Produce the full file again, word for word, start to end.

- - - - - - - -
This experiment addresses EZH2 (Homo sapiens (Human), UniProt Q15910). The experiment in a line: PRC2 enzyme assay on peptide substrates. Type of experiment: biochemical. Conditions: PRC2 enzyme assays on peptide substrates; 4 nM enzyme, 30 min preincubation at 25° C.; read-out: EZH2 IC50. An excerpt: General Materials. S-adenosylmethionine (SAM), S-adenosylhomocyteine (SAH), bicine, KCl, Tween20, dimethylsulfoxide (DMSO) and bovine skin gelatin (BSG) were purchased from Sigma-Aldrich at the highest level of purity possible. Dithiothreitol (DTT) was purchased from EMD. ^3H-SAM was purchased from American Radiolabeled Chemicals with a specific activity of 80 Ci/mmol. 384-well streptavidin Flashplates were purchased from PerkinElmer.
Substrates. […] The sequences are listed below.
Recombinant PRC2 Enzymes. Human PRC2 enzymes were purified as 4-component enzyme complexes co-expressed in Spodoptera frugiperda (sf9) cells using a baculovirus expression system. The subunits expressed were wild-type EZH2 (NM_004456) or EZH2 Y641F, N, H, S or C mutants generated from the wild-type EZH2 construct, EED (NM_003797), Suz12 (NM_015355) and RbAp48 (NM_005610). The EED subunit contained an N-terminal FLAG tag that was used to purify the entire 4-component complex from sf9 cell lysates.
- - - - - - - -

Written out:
This experiment addresses EZH2 (Homo sapiens (Human), UniProt Q15910). The experiment in a line: PRC2 enzyme assay on peptide substrates. Type of experiment: biochemical. Conditions: PRC2 enzyme assays on peptide substrates; 4 nM enzyme, 30 min preincubation at 25° C.; read-out: EZH2 IC50. An excerpt: General Materials. S-adenosylmethionine (SAM), S-adenosylhomocyteine (SAH), bicine, KCl, Tween20, dimethylsulfoxide (DMSO) and bovine skin gelatin (BSG) were purchased from Sigma-Aldrich at the highest level of purity possible. Dithiothreitol (DTT) was purchased from EMD. ^3H-SAM was purchased from American Radiolabeled Chemicals with a specific activity of 80 Ci/mmol. 384-well streptavidin Flashplates were purchased from PerkinElmer.
Substrates. […] The sequences are listed below.
Recombinant PRC2 Enzymes. Human PRC2 enzymes were purified as 4-component enzyme complexes co-expressed in Spodoptera frugiperda (sf9) cells using a baculovirus expression system. The subunits expressed were wild-type EZH2 (NM_004456) or EZH2 Y641F, N, H, S or C mutants generated from the wild-type EZH2 construct, EED (NM_003797), Suz12 (NM_015355) and RbAp48 (NM_005610). The EED subunit contained an N-terminal FLAG tag that was used to purify the entire 4-component complex from sf9 cell lysates.